The Eighth Amendment
"Excessive bail shall not be required, nor excessive fines imposed, nor cruel and unusual punishments inflicted."
Ever since the Eighth Amendment was ratified by the states in 1791, it has been a key part of our Constitution. The Eighth Amendment has protected our people from many things, including an overly high bail or "unnatural" punishments. It has ensured that in civil matters, as well as criminal cases, the people of America are protected from an overly high bail and cruel and unusual punishments. Today, the Eighth Amendment has stirred up many controversies with its many paths of interpretation, but it still remains an important part of our government under the Constitution.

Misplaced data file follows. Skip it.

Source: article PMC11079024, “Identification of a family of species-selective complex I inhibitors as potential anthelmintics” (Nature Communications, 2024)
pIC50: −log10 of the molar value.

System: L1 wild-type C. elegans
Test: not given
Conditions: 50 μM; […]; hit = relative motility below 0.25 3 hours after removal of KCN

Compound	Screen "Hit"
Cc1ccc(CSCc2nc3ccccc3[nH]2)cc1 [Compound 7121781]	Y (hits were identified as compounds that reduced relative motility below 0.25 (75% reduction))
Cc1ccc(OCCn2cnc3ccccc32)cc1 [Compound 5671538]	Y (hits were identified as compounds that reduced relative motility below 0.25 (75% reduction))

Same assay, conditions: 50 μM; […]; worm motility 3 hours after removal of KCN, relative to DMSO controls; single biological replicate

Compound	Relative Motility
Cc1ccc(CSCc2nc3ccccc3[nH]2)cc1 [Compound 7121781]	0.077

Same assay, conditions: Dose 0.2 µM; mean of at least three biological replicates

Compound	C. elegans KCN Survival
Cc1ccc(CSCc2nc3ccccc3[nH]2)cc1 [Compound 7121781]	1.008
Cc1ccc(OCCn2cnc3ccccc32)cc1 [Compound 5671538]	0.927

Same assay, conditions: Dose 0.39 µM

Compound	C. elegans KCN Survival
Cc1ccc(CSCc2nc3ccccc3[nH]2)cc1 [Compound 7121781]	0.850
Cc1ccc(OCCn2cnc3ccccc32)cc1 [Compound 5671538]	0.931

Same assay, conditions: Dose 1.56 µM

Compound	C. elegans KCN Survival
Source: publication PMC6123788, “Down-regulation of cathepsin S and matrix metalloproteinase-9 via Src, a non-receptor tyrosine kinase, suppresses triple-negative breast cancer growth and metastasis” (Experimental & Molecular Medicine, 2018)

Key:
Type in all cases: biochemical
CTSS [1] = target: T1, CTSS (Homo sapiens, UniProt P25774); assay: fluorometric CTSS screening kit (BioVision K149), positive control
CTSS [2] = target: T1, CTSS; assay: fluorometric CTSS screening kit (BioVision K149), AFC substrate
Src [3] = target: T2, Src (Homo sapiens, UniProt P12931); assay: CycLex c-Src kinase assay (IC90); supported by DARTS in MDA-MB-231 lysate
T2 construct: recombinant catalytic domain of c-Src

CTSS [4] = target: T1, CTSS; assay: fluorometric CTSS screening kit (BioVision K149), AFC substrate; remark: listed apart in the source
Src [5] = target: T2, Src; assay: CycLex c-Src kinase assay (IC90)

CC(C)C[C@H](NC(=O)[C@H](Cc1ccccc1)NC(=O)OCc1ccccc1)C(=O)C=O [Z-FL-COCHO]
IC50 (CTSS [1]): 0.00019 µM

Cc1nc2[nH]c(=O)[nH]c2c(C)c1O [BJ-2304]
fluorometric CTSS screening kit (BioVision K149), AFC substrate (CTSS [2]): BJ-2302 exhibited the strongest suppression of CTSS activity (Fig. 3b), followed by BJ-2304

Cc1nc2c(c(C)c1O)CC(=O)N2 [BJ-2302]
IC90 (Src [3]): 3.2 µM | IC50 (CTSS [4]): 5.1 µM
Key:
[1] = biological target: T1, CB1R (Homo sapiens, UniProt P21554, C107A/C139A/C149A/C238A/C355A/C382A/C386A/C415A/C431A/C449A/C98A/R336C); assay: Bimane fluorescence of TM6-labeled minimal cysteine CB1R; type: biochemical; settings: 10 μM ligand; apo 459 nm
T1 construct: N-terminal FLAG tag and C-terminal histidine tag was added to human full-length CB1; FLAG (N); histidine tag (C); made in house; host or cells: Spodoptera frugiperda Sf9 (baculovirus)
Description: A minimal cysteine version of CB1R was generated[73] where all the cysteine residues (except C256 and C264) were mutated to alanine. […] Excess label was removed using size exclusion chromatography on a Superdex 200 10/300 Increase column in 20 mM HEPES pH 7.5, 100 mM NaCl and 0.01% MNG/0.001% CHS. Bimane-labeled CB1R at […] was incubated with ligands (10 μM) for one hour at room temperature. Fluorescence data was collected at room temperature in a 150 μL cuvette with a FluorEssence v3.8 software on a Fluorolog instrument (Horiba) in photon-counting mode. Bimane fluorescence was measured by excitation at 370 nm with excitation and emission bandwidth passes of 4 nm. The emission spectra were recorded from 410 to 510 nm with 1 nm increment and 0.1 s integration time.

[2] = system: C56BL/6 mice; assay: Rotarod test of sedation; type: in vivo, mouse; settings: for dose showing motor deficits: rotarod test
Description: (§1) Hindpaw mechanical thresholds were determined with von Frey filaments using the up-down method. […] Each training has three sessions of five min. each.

The Eighth Amendment has brought up many controversies with its rather general meaning. It says that 'cruel and unusual' punishments are not allowed, but what exactly is cruel and unusual? The dictionary definition of cruel is 'so intense as to cause extreme suffering'.1
Does that mean no torture or branding? Or were they referring to something totally different? There is no way for us to explain this part of the Eighth Amendment because we simply do not know. Things that were totally normal in the 1800's seem awful now, such as hanging and cutting off limbs. But now, we use the electric chair to kill people. How is that not cruel and unusual? It is up for interpretation. The other half of the Eighth Amendment states that "Excessive bail shall not be required". To first understand this, you must know what bail is. Bail is a sum of money that a criminal defendant gives to the court to gain release from jail until the trial. The defendant must show up at trial to get their money back; if they do not come, then they shall have...